IT’S a little early but let’s pull a pint. I’ll have what he’s having.
This morning The Guardian reports that sales of Greene King IPA are on the rise in China, thanks to David Cameron taking the Chinese president to a pub. One drinker at a Chinese bar reportedly demanded: ‘Bring me another glass of IPA beer – the one that Big Daddy Xi drank!’
Perhaps there is a cultural difference here. Can you imagine a British drinker asking for the beer that Big Daddy Cameron drank? The dedicated ale man is more likely to grumble over the rim of his glass and order a different brand out of contrariness. Or wonder out loud why on earth the prime minister was drinking that stuff (more of which in a moment).
You may recall that when Mr Cameron was putting on a show for China, there was a bizarre moment when he took President Xi Jingping along to his ‘local’ pub, The Plough, which is near Chequers, his official country retreat. The news footage showed Mr Cameron at the bar saying: ‘Good evening, good evening – how are you? I think we’re going to have two pints of IPA…’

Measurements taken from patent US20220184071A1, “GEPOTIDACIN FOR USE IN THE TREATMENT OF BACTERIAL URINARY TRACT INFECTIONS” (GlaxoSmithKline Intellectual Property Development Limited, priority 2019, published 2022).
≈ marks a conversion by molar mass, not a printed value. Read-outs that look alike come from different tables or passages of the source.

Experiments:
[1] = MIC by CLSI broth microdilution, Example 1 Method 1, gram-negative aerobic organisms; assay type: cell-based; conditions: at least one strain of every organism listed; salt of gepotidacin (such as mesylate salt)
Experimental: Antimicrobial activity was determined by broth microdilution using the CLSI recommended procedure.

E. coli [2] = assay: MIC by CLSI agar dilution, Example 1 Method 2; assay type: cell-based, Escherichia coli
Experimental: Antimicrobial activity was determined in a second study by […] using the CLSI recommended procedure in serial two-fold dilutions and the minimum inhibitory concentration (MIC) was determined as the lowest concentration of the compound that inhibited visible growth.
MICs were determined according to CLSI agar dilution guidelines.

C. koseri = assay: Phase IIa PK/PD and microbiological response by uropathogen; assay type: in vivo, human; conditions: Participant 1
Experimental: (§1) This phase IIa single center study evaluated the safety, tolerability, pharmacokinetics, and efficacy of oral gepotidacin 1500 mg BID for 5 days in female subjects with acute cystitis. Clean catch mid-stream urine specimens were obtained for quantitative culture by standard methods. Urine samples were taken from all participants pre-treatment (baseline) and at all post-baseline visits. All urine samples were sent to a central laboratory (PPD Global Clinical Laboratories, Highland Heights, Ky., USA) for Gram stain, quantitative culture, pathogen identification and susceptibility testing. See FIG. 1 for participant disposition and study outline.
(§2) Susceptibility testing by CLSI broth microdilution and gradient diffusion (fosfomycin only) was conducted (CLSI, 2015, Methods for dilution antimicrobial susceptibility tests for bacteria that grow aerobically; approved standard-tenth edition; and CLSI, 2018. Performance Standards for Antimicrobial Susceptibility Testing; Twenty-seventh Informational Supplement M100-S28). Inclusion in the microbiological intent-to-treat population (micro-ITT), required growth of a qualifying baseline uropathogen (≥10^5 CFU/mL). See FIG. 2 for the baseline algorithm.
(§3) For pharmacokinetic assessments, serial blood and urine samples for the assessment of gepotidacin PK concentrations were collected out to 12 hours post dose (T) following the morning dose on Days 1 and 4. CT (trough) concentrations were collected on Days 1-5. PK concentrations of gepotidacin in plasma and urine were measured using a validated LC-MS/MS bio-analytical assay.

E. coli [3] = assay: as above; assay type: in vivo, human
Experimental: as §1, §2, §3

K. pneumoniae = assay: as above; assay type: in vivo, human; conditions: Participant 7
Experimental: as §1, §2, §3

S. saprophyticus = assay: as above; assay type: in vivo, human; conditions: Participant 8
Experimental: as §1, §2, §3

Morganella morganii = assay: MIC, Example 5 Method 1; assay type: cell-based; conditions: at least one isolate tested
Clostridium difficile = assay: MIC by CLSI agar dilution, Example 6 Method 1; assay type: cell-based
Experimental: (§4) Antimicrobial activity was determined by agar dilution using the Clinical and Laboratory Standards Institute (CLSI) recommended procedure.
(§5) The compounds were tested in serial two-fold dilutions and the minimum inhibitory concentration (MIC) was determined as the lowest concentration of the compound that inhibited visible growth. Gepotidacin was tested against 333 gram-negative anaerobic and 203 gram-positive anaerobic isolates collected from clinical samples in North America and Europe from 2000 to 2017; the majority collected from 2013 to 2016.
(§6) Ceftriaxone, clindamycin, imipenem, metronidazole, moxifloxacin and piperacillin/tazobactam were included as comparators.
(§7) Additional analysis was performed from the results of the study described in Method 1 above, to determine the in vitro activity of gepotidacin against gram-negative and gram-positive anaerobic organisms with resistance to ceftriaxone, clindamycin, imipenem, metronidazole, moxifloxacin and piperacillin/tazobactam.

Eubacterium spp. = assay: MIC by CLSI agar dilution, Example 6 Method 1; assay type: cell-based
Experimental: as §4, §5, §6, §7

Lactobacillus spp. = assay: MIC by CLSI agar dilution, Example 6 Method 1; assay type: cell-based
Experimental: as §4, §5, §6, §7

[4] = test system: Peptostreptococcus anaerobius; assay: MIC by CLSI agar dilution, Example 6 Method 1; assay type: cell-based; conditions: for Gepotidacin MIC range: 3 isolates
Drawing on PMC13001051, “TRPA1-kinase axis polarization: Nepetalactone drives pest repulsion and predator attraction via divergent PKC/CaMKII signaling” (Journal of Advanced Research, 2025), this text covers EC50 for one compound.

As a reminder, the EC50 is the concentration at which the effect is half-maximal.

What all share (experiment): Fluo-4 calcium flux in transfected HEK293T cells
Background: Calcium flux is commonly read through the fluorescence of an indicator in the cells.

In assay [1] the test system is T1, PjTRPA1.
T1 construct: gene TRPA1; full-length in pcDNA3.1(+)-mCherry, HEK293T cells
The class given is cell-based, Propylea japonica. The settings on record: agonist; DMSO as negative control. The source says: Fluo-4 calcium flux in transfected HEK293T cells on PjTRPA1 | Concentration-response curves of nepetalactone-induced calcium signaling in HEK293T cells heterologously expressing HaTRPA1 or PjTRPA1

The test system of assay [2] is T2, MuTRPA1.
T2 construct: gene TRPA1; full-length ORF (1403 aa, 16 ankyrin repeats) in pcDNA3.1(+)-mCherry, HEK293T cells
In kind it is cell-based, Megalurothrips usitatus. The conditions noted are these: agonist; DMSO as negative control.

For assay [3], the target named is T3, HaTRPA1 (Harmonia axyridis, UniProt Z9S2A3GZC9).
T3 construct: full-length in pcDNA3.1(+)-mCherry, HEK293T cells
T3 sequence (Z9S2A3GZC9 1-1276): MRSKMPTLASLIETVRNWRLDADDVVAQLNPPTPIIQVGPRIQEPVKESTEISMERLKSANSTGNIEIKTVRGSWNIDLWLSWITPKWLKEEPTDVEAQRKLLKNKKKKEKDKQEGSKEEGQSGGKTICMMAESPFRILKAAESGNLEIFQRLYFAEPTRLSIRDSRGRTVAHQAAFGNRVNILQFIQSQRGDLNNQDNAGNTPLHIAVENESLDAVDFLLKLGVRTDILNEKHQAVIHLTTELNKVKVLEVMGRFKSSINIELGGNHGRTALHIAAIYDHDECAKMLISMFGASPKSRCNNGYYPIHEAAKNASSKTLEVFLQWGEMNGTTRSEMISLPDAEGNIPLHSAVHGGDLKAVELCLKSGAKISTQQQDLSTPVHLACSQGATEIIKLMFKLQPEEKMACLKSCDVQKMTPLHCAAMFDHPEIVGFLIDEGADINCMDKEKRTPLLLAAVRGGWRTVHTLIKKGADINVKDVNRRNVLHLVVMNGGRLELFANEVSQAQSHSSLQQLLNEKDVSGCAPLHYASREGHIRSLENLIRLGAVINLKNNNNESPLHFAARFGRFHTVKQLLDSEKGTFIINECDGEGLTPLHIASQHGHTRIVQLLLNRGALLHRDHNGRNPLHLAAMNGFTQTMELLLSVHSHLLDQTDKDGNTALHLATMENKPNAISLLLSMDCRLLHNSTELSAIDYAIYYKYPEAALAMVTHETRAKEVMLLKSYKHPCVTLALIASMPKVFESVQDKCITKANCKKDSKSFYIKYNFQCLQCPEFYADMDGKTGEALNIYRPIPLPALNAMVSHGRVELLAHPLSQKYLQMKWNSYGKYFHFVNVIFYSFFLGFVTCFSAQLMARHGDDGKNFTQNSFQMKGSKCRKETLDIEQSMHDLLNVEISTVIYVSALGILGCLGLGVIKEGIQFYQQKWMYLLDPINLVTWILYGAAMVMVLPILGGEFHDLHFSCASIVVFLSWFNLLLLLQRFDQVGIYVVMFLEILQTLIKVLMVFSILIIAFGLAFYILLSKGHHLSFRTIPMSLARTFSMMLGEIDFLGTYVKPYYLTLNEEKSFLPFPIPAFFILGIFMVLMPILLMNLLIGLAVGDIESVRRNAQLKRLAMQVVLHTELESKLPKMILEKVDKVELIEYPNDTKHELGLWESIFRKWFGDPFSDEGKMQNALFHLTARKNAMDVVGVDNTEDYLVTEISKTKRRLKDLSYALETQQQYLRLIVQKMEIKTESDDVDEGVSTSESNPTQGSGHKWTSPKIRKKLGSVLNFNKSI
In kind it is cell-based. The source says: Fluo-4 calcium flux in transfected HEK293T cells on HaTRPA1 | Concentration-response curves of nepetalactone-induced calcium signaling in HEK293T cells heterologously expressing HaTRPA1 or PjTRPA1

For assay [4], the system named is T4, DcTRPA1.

Is this is really Mr Cameron’s local or just the place he takes visiting dignitaries? The landlord, Steve Hollings, should know and he is quoted as saying that the Camerons do pop into his pub – ‘When they come here it’s just Mr and Mrs Cameron, not the prime minister. He’s not working. You couldn’t wish to meet a nicer person.’
So anyone not wishing to meet the Prime Minister knows which pub to avoid. Again according to Mr Hollings, Mr Cameron usually drinks IPA, which is why Xi also tried it. The president ‘absolutely loved it, really, really enjoyed it’ and wanted another, ‘but was told they didn’t have time’.
Sales of Greene King IPA are said to be soaring in China following that one pint – and I do like the suggestion that Xi fancied more of a session, just imagine the truths that would have tumbled out if they’d got blathered.
That would have sealed the deal for the Communist Party spin doctors who wished to portray Xi as a man of the people. ‘Look he is still standing after five pints – more of a man than his friend Dave.’
Our leaders have often called on a pint as a populist prop. But this sort of spin is hardly new. Labour PM Harold Wilson was generally photographed with his jaws clamped round a pipe, but was said in private to have preferred cigars.
In The Guardian report, Peter Bloxham, who imports Greene King beers into China, says that ‘within two days of the great bar scene… people from all over China were ringing: agents, restaurants, bars, hotels. They wanted this beer.’
Behind this story lies another tale in which dedicated beer drinkers have for years disparaged Greene King IPA, condemning the beer as too bland and too weak and not really an IPA at all.